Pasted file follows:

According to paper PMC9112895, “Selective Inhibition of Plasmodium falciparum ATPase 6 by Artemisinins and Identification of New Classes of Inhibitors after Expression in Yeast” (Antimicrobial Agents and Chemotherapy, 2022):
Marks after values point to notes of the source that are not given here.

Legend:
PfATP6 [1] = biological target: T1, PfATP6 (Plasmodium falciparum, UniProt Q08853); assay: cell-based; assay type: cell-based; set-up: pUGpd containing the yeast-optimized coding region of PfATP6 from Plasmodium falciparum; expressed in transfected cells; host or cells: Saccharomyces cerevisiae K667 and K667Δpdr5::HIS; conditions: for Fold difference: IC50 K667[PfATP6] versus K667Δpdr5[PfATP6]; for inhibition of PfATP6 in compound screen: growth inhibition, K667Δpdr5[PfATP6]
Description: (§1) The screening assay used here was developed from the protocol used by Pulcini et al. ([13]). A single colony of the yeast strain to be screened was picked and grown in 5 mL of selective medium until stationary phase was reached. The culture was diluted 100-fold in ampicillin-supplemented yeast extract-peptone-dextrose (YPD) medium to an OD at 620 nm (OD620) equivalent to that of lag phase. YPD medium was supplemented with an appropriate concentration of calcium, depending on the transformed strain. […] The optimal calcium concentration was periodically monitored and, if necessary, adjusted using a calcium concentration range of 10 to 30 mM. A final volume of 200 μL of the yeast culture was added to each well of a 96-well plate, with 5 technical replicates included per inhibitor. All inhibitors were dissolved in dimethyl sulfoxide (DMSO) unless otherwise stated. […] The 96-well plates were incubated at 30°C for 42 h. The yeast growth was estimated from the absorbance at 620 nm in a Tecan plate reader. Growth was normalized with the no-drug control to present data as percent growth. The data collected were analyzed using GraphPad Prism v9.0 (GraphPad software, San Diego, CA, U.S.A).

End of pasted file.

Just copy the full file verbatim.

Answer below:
According to paper PMC9112895, “Selective Inhibition of Plasmodium falciparum ATPase 6 by Artemisinins and Identification of New Classes of Inhibitors after Expression in Yeast” (Antimicrobial Agents and Chemotherapy, 2022):
Marks after values point to notes of the source that are not given here.

Legend:
PfATP6 [1] = biological target: T1, PfATP6 (Plasmodium falciparum, UniProt Q08853); assay: cell-based; assay type: cell-based; set-up: pUGpd containing the yeast-optimized coding region of PfATP6 from Plasmodium falciparum; expressed in transfected cells; host or cells: Saccharomyces cerevisiae K667 and K667Δpdr5::HIS; conditions: for Fold difference: IC50 K667[PfATP6] versus K667Δpdr5[PfATP6]; for inhibition of PfATP6 in compound screen: growth inhibition, K667Δpdr5[PfATP6]
Description: (§1) The screening assay used here was developed from the protocol used by Pulcini et al. ([13]). A single colony of the yeast strain to be screened was picked and grown in 5 mL of selective medium until stationary phase was reached. The culture was diluted 100-fold in ampicillin-supplemented yeast extract-peptone-dextrose (YPD) medium to an OD at 620 nm (OD620) equivalent to that of lag phase. YPD medium was supplemented with an appropriate concentration of calcium, depending on the transformed strain. […] The optimal calcium concentration was periodically monitored and, if necessary, adjusted using a calcium concentration range of 10 to 30 mM. A final volume of 200 μL of the yeast culture was added to each well of a 96-well plate, with 5 technical replicates included per inhibitor. All inhibitors were dissolved in dimethyl sulfoxide (DMSO) unless otherwise stated. […] The 96-well plates were incubated at 30°C for 42 h. The yeast growth was estimated from the absorbance at 620 nm in a Tecan plate reader. Growth was normalized with the no-drug control to present data as percent growth. The data collected were analyzed using GraphPad Prism v9.0 (GraphPad software, San Diego, CA, U.S.A).